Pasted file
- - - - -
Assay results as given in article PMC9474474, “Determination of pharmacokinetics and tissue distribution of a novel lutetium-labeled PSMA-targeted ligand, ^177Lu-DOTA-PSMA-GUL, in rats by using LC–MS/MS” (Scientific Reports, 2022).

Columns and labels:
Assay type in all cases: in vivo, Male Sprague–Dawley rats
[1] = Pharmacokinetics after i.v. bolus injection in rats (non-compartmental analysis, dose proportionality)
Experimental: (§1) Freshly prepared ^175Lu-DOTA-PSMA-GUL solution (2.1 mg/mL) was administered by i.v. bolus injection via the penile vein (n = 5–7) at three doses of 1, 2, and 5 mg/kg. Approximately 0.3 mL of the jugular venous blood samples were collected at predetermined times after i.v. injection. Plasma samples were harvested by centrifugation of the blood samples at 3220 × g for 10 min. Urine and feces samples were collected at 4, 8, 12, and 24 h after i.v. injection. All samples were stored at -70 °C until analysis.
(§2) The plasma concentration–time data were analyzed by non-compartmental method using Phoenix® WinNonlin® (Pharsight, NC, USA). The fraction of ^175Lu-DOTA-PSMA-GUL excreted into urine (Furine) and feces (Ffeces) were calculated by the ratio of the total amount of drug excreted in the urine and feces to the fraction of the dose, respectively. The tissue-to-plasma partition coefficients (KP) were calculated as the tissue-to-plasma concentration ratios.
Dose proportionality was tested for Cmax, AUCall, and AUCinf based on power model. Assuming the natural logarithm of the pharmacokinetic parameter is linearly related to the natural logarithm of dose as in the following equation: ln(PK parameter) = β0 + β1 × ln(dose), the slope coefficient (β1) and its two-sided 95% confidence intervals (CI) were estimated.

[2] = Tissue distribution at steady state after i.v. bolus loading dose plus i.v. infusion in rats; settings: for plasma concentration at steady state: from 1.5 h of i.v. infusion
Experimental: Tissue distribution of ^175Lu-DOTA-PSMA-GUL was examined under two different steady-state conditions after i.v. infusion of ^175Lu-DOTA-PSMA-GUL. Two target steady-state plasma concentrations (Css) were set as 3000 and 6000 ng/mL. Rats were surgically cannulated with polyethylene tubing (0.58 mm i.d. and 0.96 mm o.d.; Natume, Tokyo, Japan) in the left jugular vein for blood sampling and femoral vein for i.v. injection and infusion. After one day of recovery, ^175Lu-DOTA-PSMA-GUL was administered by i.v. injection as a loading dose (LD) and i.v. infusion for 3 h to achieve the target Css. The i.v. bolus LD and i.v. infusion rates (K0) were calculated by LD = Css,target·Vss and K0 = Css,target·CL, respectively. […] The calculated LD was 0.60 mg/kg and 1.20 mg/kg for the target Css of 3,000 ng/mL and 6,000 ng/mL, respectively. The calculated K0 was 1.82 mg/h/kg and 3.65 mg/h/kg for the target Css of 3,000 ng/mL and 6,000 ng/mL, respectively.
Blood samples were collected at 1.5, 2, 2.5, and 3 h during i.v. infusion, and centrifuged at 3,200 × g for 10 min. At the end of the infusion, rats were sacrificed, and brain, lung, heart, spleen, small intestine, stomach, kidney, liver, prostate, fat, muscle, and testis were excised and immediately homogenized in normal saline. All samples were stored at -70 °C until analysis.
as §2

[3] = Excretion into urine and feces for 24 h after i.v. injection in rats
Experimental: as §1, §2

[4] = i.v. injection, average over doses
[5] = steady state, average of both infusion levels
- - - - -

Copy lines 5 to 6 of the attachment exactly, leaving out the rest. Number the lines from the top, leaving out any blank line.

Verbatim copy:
Experimental: (§1) Freshly prepared ^175Lu-DOTA-PSMA-GUL solution (2.1 mg/mL) was administered by i.v. bolus injection via the penile vein (n = 5–7) at three doses of 1, 2, and 5 mg/kg. Approximately 0.3 mL of the jugular venous blood samples were collected at predetermined times after i.v. injection. Plasma samples were harvested by centrifugation of the blood samples at 3220 × g for 10 min. Urine and feces samples were collected at 4, 8, 12, and 24 h after i.v. injection. All samples were stored at -70 °C until analysis.
(§2) The plasma concentration–time data were analyzed by non-compartmental method using Phoenix® WinNonlin® (Pharsight, NC, USA). The fraction of ^175Lu-DOTA-PSMA-GUL excreted into urine (Furine) and feces (Ffeces) were calculated by the ratio of the total amount of drug excreted in the urine and feces to the fraction of the dose, respectively. The tissue-to-plasma partition coefficients (KP) were calculated as the tissue-to-plasma concentration ratios.